Tell us about you, your organization and/or your current/future project(s).
I am an artist, co-founder of a co-working space called “Bilyy Prostir” and manager in arts and culture. “Bilyy Prostir” as a project takes most of my time: it runs as a place to work, study and meet people, but also, more importantly, as a platform for bringing activists’ ideas to life. There, young people can come, work and see their ideas and ambitions being fulfilled with no bureaucratic schemes. I think more projects in my life will be based on or continue this idea of freedom and “all and nothing”, though, surely, most of them will be related to visual art.
Why and when did you become an active citizen?
“Bilyy Prostir” is the reason and premise of my activism. By creating it, my colleague and I were solving a task on design: we saw the flaw, we fixed it. That’s how, in my opinion, activism works in Ukraine – people see something they can make better, and they work hard on perfecting it. Yes, I didn’t know, what was I dragging myself into, but I never in my life regretted it: I’ve been part of so many great projects, met so many interesting people, had so many ideas rushing in my head. All of this is part of being active in your community, and I’m extremely happy about it.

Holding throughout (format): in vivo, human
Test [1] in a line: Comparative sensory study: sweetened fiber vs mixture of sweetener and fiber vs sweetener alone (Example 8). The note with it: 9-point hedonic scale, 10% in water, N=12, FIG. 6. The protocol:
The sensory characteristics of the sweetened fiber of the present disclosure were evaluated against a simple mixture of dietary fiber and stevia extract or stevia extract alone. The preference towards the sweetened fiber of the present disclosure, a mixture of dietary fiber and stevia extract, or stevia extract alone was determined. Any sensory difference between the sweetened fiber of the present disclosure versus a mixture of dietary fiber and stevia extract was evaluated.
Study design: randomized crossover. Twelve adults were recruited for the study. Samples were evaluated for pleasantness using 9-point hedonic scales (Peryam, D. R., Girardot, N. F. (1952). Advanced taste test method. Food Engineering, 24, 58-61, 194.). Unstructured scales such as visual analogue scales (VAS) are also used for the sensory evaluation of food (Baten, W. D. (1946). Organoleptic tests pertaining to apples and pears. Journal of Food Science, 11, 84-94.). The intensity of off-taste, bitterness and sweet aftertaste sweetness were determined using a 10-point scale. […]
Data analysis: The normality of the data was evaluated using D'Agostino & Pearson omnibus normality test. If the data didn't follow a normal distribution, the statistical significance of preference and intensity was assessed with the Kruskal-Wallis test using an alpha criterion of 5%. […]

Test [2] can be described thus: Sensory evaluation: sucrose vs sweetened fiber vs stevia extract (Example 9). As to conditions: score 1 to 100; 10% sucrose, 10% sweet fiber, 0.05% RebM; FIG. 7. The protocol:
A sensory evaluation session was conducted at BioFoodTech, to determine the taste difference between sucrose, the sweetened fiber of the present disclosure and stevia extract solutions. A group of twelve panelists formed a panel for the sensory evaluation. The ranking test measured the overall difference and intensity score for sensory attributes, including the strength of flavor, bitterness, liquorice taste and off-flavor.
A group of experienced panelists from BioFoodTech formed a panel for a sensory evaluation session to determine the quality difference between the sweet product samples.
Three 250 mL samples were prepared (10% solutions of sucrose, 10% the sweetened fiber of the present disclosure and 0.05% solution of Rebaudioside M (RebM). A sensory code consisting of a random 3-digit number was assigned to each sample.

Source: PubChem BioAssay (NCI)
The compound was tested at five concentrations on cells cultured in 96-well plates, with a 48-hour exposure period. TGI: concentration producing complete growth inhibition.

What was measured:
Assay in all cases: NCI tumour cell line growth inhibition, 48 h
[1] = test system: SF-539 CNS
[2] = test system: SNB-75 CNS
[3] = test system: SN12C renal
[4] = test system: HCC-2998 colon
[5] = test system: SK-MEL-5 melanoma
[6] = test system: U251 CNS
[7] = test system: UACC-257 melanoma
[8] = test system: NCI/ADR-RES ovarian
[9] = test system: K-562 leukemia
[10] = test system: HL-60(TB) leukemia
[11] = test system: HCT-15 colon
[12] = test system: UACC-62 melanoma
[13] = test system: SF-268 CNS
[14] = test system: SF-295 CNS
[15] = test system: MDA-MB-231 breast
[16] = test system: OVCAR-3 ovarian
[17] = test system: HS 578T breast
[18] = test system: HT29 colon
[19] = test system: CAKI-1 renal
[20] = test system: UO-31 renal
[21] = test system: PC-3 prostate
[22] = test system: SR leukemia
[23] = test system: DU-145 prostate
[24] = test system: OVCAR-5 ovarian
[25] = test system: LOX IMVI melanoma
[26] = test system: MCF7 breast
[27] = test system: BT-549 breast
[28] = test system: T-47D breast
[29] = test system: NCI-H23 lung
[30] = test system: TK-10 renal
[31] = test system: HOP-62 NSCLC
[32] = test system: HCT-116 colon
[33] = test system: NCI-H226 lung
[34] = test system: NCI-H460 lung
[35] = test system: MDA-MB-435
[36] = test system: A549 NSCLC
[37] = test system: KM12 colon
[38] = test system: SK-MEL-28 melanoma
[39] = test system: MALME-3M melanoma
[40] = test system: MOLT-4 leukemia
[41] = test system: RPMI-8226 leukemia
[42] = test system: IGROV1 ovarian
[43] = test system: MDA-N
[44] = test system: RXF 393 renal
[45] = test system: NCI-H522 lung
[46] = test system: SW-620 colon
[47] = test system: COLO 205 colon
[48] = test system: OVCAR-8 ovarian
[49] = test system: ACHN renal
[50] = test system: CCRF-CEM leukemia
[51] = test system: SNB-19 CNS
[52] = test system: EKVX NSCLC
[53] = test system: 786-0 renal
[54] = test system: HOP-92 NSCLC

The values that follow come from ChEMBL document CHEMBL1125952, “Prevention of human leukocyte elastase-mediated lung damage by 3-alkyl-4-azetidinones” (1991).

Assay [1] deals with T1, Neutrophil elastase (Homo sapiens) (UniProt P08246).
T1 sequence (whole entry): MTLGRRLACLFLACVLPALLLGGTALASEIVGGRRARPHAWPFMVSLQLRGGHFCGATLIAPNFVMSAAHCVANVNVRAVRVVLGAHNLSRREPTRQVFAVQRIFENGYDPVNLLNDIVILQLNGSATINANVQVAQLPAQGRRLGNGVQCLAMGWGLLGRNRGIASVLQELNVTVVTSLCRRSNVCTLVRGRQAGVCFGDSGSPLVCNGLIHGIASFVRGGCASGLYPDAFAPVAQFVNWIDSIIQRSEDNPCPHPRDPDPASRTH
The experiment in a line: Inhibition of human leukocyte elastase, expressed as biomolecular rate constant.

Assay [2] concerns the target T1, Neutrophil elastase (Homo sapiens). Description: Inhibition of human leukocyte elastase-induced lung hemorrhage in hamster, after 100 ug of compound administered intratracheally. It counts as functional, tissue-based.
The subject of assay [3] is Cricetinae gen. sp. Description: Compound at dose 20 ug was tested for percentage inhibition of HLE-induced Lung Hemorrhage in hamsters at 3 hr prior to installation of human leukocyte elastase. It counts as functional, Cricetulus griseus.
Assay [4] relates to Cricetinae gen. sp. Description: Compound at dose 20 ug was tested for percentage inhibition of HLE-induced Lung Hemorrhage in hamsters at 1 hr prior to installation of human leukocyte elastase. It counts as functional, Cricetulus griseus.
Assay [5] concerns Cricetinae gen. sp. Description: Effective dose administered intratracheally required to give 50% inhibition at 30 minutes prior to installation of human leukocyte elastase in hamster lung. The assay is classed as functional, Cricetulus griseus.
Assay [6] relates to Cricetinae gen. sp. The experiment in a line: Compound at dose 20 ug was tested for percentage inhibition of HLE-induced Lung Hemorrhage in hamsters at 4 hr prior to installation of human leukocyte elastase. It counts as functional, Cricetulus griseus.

What are your hopes, goals and expectations for the future and how do you plan to realize them?
I hope to make a difference; I hope to create a piece of art, that isn’t questionable as art, natural, and also deeply incorporated inside not only its age, but humankind. Every experience I have gets me closer to that: by painting I get more experienced as a visual artist, by managing different projects I learn to work with concepts and their representation and perception, by running “Bilyy Prostir”, I meet people, perfect my communication skills and learn teamwork.
What are you wishes for the future of Ukraine and for yourself?
Ukrainians have to realize that they have their own way – politically, culturally, technologically. I don’t mean not cooperating; we as a nation have a lot to learn. But the application of that new knowledge is on us and is unique. I see this principle being used on the level of community activism, and I think that’s our future – getting it to the level of the whole country. And I see my social role in all of this as a “drop in the ocean”, though it’s worth mentioning that all Ukrainian ocean drops are so unique and strong and ambitious individuals, which makes our future brighter.
YOU are Active in Ukraine – where do you locate yourself within the Ukrainian society?
I’m a young adult, and I know that my social impact is still small, but I can see that experienced individuals that make the history nowadays are still careful for young people and give them a chance. I feel that I have been given a chance and opportunities to be myself, to learn, to create. So I see myself as a part of a wave of reforms for the better of my society.